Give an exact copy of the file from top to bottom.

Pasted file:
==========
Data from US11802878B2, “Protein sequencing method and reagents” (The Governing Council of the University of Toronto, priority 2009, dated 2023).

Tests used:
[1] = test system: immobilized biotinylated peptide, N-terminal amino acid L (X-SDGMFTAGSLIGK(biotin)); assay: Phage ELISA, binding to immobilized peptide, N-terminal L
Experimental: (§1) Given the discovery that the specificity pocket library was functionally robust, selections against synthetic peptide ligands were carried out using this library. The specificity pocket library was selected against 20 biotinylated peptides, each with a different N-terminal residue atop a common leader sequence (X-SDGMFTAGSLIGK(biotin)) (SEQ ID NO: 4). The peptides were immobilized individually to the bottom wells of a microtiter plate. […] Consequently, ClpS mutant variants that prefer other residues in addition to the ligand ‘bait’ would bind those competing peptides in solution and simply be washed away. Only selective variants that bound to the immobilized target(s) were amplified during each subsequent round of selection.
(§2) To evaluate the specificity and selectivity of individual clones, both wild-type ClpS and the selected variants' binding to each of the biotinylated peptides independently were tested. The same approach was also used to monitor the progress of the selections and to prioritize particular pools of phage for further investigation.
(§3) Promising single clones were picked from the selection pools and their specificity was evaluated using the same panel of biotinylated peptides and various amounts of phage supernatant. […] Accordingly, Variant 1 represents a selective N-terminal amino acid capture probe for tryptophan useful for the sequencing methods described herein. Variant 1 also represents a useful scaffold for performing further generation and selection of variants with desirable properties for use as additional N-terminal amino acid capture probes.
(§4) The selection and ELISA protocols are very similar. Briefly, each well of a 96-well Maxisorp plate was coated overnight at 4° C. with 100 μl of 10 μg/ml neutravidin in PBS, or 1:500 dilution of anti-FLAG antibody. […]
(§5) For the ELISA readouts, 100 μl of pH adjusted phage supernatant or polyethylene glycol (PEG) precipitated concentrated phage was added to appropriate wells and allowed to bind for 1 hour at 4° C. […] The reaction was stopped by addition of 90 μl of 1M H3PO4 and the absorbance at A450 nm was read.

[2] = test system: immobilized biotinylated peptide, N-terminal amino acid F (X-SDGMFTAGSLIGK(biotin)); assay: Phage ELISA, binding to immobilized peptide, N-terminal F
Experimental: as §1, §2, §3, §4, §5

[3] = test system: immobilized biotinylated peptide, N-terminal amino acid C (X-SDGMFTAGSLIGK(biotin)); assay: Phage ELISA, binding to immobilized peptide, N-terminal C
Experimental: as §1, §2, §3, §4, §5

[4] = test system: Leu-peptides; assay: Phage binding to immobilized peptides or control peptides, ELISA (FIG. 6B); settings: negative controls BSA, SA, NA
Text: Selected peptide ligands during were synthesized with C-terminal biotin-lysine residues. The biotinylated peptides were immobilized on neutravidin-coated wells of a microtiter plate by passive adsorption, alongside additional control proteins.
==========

Data from US11802878B2, “Protein sequencing method and reagents” (The Governing Council of the University of Toronto, priority 2009, dated 2023).

Tests used:
[1] = test system: immobilized biotinylated peptide, N-terminal amino acid L (X-SDGMFTAGSLIGK(biotin)); assay: Phage ELISA, binding to immobilized peptide, N-terminal L
Experimental: (§1) Given the discovery that the specificity pocket library was functionally robust, selections against synthetic peptide ligands were carried out using this library. The specificity pocket library was selected against 20 biotinylated peptides, each with a different N-terminal residue atop a common leader sequence (X-SDGMFTAGSLIGK(biotin)) (SEQ ID NO: 4). The peptides were immobilized individually to the bottom wells of a microtiter plate. […] Consequently, ClpS mutant variants that prefer other residues in addition to the ligand ‘bait’ would bind those competing peptides in solution and simply be washed away. Only selective variants that bound to the immobilized target(s) were amplified during each subsequent round of selection.
(§2) To evaluate the specificity and selectivity of individual clones, both wild-type ClpS and the selected variants' binding to each of the biotinylated peptides independently were tested. The same approach was also used to monitor the progress of the selections and to prioritize particular pools of phage for further investigation.
(§3) Promising single clones were picked from the selection pools and their specificity was evaluated using the same panel of biotinylated peptides and various amounts of phage supernatant. […] Accordingly, Variant 1 represents a selective N-terminal amino acid capture probe for tryptophan useful for the sequencing methods described herein. Variant 1 also represents a useful scaffold for performing further generation and selection of variants with desirable properties for use as additional N-terminal amino acid capture probes.
(§4) The selection and ELISA protocols are very similar. Briefly, each well of a 96-well Maxisorp plate was coated overnight at 4° C. with 100 μl of 10 μg/ml neutravidin in PBS, or 1:500 dilution of anti-FLAG antibody. […]
(§5) For the ELISA readouts, 100 μl of pH adjusted phage supernatant or polyethylene glycol (PEG) precipitated concentrated phage was added to appropriate wells and allowed to bind for 1 hour at 4° C. […] The reaction was stopped by addition of 90 μl of 1M H3PO4 and the absorbance at A450 nm was read.

[2] = test system: immobilized biotinylated peptide, N-terminal amino acid F (X-SDGMFTAGSLIGK(biotin)); assay: Phage ELISA, binding to immobilized peptide, N-terminal F
Experimental: as §1, §2, §3, §4, §5

[3] = test system: immobilized biotinylated peptide, N-terminal amino acid C (X-SDGMFTAGSLIGK(biotin)); assay: Phage ELISA, binding to immobilized peptide, N-terminal C
Experimental: as §1, §2, §3, §4, §5

[4] = test system: Leu-peptides; assay: Phage binding to immobilized peptides or control peptides, ELISA (FIG. 6B); settings: negative controls BSA, SA, NA
Text: Selected peptide ligands during were synthesized with C-terminal biotin-lysine residues. The biotinylated peptides were immobilized on neutravidin-coated wells of a microtiter plate by passive adsorption, alongside additional control proteins.